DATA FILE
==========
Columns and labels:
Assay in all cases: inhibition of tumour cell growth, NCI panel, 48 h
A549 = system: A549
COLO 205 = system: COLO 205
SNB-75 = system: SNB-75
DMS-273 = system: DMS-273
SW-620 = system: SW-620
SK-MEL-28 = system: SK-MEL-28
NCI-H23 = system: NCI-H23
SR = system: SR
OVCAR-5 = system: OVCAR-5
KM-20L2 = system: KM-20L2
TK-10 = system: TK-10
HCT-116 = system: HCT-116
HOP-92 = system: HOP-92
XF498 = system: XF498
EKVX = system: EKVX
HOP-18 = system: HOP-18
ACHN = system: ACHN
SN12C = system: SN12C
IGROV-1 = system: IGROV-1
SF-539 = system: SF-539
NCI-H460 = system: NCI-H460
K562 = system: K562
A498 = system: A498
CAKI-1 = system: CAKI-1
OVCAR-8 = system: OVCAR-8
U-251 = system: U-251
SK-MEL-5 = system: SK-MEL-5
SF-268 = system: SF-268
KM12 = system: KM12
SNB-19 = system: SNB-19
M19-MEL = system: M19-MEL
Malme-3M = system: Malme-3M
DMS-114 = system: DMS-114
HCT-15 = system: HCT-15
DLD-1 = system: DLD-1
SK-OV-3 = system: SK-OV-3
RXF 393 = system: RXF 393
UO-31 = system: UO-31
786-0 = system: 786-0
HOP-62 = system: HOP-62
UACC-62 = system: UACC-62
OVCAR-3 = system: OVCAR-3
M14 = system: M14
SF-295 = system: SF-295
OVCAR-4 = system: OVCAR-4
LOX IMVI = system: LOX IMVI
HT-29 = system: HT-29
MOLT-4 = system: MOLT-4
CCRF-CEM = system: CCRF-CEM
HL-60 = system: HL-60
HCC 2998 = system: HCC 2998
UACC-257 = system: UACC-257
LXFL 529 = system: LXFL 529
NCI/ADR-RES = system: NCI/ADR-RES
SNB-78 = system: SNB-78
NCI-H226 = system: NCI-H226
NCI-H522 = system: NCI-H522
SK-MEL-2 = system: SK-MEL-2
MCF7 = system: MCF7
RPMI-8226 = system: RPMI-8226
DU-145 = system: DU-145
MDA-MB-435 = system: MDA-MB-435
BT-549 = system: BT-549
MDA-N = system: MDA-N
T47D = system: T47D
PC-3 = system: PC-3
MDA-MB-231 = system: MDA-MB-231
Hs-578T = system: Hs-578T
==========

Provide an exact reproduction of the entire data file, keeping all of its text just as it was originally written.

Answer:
Columns and labels:
Assay in all cases: inhibition of tumour cell growth, NCI panel, 48 h
A549 = system: A549
COLO 205 = system: COLO 205
SNB-75 = system: SNB-75
DMS-273 = system: DMS-273
SW-620 = system: SW-620
SK-MEL-28 = system: SK-MEL-28
NCI-H23 = system: NCI-H23
SR = system: SR
OVCAR-5 = system: OVCAR-5
KM-20L2 = system: KM-20L2
TK-10 = system: TK-10
HCT-116 = system: HCT-116
HOP-92 = system: HOP-92
XF498 = system: XF498
EKVX = system: EKVX
HOP-18 = system: HOP-18
ACHN = system: ACHN
SN12C = system: SN12C
IGROV-1 = system: IGROV-1
SF-539 = system: SF-539
NCI-H460 = system: NCI-H460
K562 = system: K562
A498 = system: A498
CAKI-1 = system: CAKI-1
OVCAR-8 = system: OVCAR-8
U-251 = system: U-251
SK-MEL-5 = system: SK-MEL-5
SF-268 = system: SF-268
KM12 = system: KM12
SNB-19 = system: SNB-19
M19-MEL = system: M19-MEL
Malme-3M = system: Malme-3M
DMS-114 = system: DMS-114
HCT-15 = system: HCT-15
DLD-1 = system: DLD-1
SK-OV-3 = system: SK-OV-3
RXF 393 = system: RXF 393
UO-31 = system: UO-31
786-0 = system: 786-0
HOP-62 = system: HOP-62
UACC-62 = system: UACC-62
OVCAR-3 = system: OVCAR-3
M14 = system: M14
SF-295 = system: SF-295
OVCAR-4 = system: OVCAR-4
LOX IMVI = system: LOX IMVI
HT-29 = system: HT-29
MOLT-4 = system: MOLT-4
CCRF-CEM = system: CCRF-CEM
HL-60 = system: HL-60
HCC 2998 = system: HCC 2998
UACC-257 = system: UACC-257
LXFL 529 = system: LXFL 529
NCI/ADR-RES = system: NCI/ADR-RES
SNB-78 = system: SNB-78
NCI-H226 = system: NCI-H226
NCI-H522 = system: NCI-H522
SK-MEL-2 = system: SK-MEL-2
MCF7 = system: MCF7
RPMI-8226 = system: RPMI-8226
DU-145 = system: DU-145
MDA-MB-435 = system: MDA-MB-435
BT-549 = system: BT-549
MDA-N = system: MDA-N
T47D = system: T47D
PC-3 = system: PC-3
MDA-MB-231 = system: MDA-MB-231
Hs-578T = system: Hs-578T